Steven Soderbergh's “Behind the Candelabra,” which premiered Sunday on HBO, provides a restrained look at the flamboyant Liberace.The film lets viewers get to know the renowned musician and his lover Scott Thorson over the course of their-eight year relationship, and carefully takes them through Liberace's extravagant world to create a personal look at the famous performer.
At the start of the film, Liberace (Michael Douglas) and Thorson (Matt Damon) meet through a mutual acquaintance and very quickly become involved. As their lives become intertwined, arguments, drugs, and plastic surgery create rifts in their relationship.
The movie begins in the late 1970s in Las Vegas, making it campy yet historically accurate with its large cars, insane costumes, gaudy sets, and excess of glitter. Even though he has the larger-than-life persona of Liberace to play with, Soderbergh focuses on the pianist and singer's interpersonal relationships and chooses camera angles that make “Behind the Candelabra” feel intimate.
Douglas embodies Liberace so well that the extravagant character becomes tiresome as the film progresses. And Damon, though he is normally associated with powerful and self-assured characters, communicates the discomfort of a young teenager well. Douglas and Damon’s dynamic is strongest during their pillow talk, but it also works well when there’s dissonance in their relationship.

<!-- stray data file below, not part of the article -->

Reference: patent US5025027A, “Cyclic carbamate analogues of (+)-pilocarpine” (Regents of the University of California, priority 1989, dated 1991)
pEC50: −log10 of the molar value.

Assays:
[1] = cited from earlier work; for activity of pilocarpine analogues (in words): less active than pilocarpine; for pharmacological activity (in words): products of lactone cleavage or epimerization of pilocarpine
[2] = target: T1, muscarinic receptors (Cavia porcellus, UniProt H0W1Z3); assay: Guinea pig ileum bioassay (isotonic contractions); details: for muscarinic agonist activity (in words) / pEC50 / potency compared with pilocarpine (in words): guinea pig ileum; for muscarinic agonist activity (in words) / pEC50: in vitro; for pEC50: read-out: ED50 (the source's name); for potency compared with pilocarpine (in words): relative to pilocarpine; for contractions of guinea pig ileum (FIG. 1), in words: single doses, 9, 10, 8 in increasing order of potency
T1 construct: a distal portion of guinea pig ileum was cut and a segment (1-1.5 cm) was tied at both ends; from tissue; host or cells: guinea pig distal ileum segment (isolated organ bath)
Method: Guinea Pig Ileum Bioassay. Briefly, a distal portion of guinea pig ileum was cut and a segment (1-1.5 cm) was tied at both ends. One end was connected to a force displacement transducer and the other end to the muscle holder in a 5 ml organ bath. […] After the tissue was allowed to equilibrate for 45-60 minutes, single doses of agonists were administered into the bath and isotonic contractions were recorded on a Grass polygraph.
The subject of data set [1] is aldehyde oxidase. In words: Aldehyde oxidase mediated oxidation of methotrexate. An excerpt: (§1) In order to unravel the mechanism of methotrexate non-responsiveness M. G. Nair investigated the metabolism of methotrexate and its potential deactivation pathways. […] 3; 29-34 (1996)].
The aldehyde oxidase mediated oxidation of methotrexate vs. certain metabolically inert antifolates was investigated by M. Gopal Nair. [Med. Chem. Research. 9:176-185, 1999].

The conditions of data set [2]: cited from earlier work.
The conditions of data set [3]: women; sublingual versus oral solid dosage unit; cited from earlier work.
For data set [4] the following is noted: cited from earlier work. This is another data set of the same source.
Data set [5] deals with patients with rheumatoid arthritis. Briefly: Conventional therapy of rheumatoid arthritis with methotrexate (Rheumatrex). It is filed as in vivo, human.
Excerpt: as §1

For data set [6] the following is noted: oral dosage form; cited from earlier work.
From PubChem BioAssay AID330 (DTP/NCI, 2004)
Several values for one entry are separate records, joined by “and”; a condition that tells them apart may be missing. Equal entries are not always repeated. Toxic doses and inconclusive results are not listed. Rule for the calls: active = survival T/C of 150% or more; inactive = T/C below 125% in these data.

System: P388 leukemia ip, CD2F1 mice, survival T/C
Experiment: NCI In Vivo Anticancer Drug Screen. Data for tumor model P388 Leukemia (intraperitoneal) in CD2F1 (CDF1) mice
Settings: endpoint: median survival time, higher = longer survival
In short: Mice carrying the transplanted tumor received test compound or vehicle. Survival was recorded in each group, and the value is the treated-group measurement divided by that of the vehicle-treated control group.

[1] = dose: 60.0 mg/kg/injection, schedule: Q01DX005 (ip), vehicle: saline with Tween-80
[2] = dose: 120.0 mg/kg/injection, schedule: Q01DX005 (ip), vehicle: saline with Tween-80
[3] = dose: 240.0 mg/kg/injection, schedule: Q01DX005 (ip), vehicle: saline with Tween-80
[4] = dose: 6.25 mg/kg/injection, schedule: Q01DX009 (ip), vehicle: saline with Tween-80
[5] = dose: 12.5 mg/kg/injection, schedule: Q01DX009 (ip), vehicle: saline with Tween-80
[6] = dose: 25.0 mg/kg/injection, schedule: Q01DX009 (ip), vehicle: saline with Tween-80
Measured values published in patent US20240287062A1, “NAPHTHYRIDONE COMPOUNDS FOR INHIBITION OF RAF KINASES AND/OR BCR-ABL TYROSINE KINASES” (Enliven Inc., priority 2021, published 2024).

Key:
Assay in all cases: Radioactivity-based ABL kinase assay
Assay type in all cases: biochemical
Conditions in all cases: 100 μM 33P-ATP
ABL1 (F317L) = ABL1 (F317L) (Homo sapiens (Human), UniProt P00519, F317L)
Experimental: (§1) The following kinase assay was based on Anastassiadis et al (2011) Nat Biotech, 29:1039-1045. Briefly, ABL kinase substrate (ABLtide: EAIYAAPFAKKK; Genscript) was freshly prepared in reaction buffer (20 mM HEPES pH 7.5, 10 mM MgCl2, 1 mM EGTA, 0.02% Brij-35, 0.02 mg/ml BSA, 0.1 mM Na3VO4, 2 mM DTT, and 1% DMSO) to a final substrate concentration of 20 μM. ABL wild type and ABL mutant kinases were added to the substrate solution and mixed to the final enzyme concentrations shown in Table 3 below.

To cover eight years in two hours, the movie is necessarily fast-paced, but due to the nature of the relationship at its center, it can feel repetitive and too long at times. Still, Soderbergh’s camera work—with its quick movements and shifting angles—effectively captures the perspectives of the characters and the chaos of their scenes, compensating for the unexceptional script.
Since Liberace was first and foremost a piano player, the soundtrack is accordingly beautiful, encompassing varying styles and effectively taking the forefront when necessary. The pianos may look silly covered in glitter, but the music that comes from them is anything but.
“Behind the Candelabra” shifts tones from glitzy and public to intimate and raw, and it avoids becoming a sentimental, doting tribute to Liberace until the very last scene. But the finale seems fitting after spending almost two hours learning about Liberace’s life.
Despite all the silly costumes and the consistent relationship trouble between Liberace and Thorson, “Behind the Candelabra” is a love story set in a time when it was impossible for the protagonists to admit their love. Jealousy and compassion are not new concepts in torrid movie relationships, but this one stands out not because of Liberace, but because of how deeply the relationship affected those involved.
During the movie, Liberace asks a Las Vegas audience, “Can you see me now?” After watching “Behind the Candelabra” it’s impossible not to see him—for everything he was.